Before the children enact the story they have just heard, it’s imperative to talk about the problems the characters are facing.  Many of these were not even mentioned in the story.  Water for example.  In many cases they had to bring enough water for the journey.  If they were hungry, there were no McDonalds to satisfy their appetites, and food for the entire journey had to be carried with them.  They also needed blankets for sleeping under the stars.  But they couldn’t pile all this into the trunk of a car and drive off.   A myriad of supplies were loaded onto a donkey, if they were lucky enough to have one.  Otherwise, they carried everything themselves.  

Creating a Bible Skit

As the children enact the story, you will begin to see in their walk, their stance and their voice, that they are experiencing some of the emotions shared by the character.   Rather than have them memorize the dialogue, let them use their own words, and you may be surprised by the results.  Don’t be afraid to prompt them with a few words now and then to keep them on track.

One teacher explained that the results were so outstanding they invited the class next door to come in and see a repeat performance.  “The guest class enjoyed it so much,” she said, “that they enacted their Christian skit the following week and invited us.”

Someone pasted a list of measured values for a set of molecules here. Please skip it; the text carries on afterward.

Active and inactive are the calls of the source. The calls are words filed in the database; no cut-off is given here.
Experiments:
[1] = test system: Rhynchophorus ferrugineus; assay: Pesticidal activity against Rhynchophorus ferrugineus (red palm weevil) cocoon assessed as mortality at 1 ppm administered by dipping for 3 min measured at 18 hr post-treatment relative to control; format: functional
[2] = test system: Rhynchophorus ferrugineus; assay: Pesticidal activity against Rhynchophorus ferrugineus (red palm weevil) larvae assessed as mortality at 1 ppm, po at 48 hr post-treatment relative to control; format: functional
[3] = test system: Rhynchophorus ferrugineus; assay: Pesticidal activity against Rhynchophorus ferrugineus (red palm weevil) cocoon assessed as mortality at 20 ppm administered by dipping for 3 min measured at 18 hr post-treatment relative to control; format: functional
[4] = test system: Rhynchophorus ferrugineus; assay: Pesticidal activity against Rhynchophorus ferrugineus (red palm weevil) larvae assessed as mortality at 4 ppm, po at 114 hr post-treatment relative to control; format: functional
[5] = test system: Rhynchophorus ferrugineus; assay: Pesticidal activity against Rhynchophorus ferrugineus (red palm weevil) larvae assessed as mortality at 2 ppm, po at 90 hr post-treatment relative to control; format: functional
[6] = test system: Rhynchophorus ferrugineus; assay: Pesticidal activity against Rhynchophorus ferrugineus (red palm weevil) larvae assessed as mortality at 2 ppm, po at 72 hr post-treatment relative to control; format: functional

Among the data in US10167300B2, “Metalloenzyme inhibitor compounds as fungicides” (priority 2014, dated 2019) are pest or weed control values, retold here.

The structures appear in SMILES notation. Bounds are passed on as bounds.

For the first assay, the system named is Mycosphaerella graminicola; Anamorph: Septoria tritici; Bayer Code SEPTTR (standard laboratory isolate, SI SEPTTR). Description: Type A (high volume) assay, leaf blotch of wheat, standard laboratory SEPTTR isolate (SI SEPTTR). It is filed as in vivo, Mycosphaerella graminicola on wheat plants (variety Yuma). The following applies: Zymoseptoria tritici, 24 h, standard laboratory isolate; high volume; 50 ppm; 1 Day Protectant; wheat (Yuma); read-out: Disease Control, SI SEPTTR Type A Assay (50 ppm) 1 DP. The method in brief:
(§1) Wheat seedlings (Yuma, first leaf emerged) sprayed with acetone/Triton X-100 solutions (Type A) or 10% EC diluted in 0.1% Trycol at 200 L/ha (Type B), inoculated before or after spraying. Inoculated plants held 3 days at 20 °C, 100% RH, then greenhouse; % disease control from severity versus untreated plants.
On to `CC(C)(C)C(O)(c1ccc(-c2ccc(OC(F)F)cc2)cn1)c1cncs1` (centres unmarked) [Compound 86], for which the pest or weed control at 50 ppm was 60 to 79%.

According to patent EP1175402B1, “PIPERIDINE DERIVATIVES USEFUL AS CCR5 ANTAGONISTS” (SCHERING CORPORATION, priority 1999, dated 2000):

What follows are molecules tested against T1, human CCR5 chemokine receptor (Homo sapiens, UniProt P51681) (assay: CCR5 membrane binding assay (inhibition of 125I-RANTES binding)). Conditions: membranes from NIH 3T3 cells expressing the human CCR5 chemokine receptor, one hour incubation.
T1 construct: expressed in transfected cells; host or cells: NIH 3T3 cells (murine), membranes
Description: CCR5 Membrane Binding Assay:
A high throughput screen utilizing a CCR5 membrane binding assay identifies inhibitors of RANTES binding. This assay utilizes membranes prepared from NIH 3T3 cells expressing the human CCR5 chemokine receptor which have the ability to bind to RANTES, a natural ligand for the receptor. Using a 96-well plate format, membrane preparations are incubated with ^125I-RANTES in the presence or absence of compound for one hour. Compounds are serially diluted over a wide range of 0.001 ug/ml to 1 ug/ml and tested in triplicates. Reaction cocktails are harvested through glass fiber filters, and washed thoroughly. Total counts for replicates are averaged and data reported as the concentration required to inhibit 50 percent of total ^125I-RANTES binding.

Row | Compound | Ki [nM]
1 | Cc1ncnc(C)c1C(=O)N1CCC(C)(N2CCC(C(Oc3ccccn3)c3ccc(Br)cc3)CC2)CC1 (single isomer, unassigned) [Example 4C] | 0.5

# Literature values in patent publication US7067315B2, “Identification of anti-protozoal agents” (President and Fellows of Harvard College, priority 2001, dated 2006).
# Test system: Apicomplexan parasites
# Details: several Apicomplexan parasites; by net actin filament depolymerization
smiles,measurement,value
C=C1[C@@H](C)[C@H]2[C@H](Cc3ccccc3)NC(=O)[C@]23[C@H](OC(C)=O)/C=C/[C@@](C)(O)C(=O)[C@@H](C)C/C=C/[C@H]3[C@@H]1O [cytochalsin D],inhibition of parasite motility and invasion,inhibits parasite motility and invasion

There are many ways to fill a costume box at little or no expense.   Pay a visit to the local thrift store; find sheets and curtains and drapes to be cut up.  Contacting drapery companies is also a good starting place. Most are willing to save remnants for a good cause, and to the average business man, any church event fits this category.   A thank you note from you with pictures the children have drawn of themselves wearing a costume will cement a good relationship.  And in this day and age, an email with pictures taken on a digital camera of students playing the part in costume is worth a thousand thank you notes.   Avoid prints, but stripes, like Joseph’s coat of many colors, will work for the wealthy or royalty.